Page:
That’s what you really want to know, isn’t it? You feel like you already know how to blog, but you aren’t quite sure how to develop a following.
I have written over 300 articles online this year and have seen the statistics for each one to know what resonates with people, and what doesn’t. I’ve learned over time how to change my website and writing to attract others.
My analysis of the stats on Improve Photography and other blogs where I have written, reveals that the following are the most important factors for writing an article that takes off.
• An EPIC headline (more about this later, but this one is first for a reason)
• Non-obvious and creative ideas. Before writing, sit down and ask yourself what you can tell people that they have NEVER heard before on other websites. If readers have heard most of it before, or if the tips are obvious, the article will not do well. Think up some creative tips!
• LENGTH! An analysis of the top 5 articles ever posted on the site also shows that they are 5 of the longest posts I’ve ever written. I used to think that shorter posts would get a better reception because they are easily consumable, but statistics have proven me wrong.
The average post of 500 words gets only 7,000 views. The average post of 2,000 words or more get between 50,000 and 260,000 views per article. Obviously don’t write long content just for the sake of writing long content, but think of a topic where you have a lot to share, and then do it! Also, you need to accept the fact that great writing takes a long time. While I used to pump out articles in 40 minutes or less, I now take 3-4 hours PER ARTICLE, and some articles take most of a day to write (like 101 Portrait Photography Tips!)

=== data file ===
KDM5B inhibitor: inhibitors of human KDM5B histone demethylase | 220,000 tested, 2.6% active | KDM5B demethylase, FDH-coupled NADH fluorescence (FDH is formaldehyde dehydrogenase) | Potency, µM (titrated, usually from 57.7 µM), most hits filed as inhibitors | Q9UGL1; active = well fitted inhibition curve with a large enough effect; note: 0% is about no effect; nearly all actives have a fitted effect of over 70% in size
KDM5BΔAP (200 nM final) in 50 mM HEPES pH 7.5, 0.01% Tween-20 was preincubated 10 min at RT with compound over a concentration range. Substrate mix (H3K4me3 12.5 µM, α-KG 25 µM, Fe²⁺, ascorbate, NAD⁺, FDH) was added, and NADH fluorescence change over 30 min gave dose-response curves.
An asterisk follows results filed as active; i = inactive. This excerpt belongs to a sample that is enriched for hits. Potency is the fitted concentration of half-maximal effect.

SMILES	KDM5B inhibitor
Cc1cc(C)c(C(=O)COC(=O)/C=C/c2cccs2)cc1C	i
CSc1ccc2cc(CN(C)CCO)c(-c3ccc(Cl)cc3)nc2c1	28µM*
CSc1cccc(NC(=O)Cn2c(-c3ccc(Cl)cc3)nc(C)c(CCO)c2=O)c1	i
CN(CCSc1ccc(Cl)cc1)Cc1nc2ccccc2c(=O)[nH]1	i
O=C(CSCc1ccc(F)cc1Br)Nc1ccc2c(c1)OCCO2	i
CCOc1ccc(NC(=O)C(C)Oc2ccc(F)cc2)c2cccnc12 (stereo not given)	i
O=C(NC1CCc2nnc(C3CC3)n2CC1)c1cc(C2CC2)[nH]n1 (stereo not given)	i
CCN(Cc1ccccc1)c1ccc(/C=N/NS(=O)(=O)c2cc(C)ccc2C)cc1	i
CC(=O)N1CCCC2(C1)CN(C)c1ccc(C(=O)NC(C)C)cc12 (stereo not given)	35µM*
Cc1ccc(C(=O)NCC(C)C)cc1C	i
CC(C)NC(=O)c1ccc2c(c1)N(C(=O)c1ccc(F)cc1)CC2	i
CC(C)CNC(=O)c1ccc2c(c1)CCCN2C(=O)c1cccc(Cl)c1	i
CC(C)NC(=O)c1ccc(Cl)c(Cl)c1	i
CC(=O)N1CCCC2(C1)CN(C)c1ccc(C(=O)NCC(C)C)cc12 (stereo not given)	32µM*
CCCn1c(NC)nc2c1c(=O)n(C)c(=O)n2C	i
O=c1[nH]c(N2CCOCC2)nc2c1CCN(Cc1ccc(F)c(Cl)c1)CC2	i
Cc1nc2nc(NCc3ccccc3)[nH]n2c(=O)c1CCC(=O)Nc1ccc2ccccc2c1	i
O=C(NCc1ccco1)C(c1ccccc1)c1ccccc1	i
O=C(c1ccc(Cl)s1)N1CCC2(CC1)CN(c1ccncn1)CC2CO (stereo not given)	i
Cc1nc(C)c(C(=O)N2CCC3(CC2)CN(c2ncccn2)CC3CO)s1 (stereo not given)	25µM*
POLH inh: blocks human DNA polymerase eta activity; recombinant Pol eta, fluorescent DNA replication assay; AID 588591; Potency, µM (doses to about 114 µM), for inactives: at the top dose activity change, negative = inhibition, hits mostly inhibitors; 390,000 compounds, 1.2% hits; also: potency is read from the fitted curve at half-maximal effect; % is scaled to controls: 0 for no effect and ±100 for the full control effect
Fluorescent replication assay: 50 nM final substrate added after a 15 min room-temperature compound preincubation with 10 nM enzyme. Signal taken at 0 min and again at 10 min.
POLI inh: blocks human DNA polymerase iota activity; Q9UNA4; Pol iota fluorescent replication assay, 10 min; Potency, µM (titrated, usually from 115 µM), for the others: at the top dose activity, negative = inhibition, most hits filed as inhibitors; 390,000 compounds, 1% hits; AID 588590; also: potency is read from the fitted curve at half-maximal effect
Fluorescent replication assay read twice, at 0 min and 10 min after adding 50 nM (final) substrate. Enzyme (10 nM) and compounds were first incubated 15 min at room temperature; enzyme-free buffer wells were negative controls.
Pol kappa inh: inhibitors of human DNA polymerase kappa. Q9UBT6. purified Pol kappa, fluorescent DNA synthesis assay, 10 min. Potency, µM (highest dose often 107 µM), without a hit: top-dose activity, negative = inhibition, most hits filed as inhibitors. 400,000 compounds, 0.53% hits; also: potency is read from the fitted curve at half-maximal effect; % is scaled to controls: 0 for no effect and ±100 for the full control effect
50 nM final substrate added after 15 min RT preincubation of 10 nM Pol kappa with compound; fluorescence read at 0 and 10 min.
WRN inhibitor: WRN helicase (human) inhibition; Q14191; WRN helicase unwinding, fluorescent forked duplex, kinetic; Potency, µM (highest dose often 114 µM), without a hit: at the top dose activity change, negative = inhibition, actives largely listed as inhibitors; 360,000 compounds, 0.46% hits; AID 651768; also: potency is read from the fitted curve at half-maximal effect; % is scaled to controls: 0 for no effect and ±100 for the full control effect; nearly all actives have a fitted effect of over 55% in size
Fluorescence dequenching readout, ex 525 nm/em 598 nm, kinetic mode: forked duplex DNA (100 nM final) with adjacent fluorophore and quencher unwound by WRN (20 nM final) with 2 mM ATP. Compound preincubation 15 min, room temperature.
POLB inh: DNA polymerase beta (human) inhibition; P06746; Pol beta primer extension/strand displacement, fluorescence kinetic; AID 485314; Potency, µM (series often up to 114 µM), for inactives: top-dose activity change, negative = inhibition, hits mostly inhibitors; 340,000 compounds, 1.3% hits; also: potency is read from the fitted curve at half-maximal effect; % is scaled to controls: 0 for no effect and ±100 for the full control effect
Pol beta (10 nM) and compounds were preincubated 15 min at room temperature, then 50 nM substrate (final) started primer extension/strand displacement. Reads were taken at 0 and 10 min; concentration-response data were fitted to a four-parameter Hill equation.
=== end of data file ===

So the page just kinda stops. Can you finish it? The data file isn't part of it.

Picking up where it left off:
• Every article you write should link to 2 or 3 other articles on your site. This helps with SEO, drives more page views on the site, and gives readers somewhere to go if they want to learn more. The best way to find previous articles is to do a Google search like this “keyword for the topic you want to find site:improvephotography.com.” So if you wanted to find previous articles about using a beauty dish, you’d search “beauty dish site:improvephotography.com.”
• Include a photo. You must have taken the photo and own rights (model and property release to any intellectual property in the photo, or use a stock photo to which you hold a valid license to use the photo). If you don’t photos for your post, let me know and I’ll insert stock photos from the Improve Photography library.
• Funny! I’m not the funniest guy alive, but I still get comments every time I throw in a little joke in my posts.